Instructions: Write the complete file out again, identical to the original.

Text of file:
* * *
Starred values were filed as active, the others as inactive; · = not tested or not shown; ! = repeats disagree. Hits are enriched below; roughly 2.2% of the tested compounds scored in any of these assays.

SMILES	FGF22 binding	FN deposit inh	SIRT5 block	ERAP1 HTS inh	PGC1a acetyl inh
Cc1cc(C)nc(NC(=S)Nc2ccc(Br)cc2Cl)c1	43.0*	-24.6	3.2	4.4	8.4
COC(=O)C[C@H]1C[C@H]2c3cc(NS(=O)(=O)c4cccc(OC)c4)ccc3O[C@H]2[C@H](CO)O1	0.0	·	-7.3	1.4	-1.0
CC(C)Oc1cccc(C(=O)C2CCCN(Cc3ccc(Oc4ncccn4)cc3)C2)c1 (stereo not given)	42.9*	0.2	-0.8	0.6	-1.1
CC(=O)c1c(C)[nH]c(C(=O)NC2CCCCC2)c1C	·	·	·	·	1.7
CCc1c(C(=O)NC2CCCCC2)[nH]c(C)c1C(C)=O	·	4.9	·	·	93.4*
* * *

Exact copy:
Starred values were filed as active, the others as inactive; · = not tested or not shown; ! = repeats disagree. Hits are enriched below; roughly 2.2% of the tested compounds scored in any of these assays.

SMILES	FGF22 binding	FN deposit inh	SIRT5 block	ERAP1 HTS inh	PGC1a acetyl inh
Cc1cc(C)nc(NC(=S)Nc2ccc(Br)cc2Cl)c1	43.0*	-24.6	3.2	4.4	8.4
COC(=O)C[C@H]1C[C@H]2c3cc(NS(=O)(=O)c4cccc(OC)c4)ccc3O[C@H]2[C@H](CO)O1	0.0	·	-7.3	1.4	-1.0
CC(C)Oc1cccc(C(=O)C2CCCN(Cc3ccc(Oc4ncccn4)cc3)C2)c1 (stereo not given)	42.9*	0.2	-0.8	0.6	-1.1
CC(=O)c1c(C)[nH]c(C(=O)NC2CCCCC2)c1C	·	·	·	·	1.7
CCc1c(C(=O)NC2CCCCC2)[nH]c(C)c1C(C)=O	·	4.9	·	·	93.4*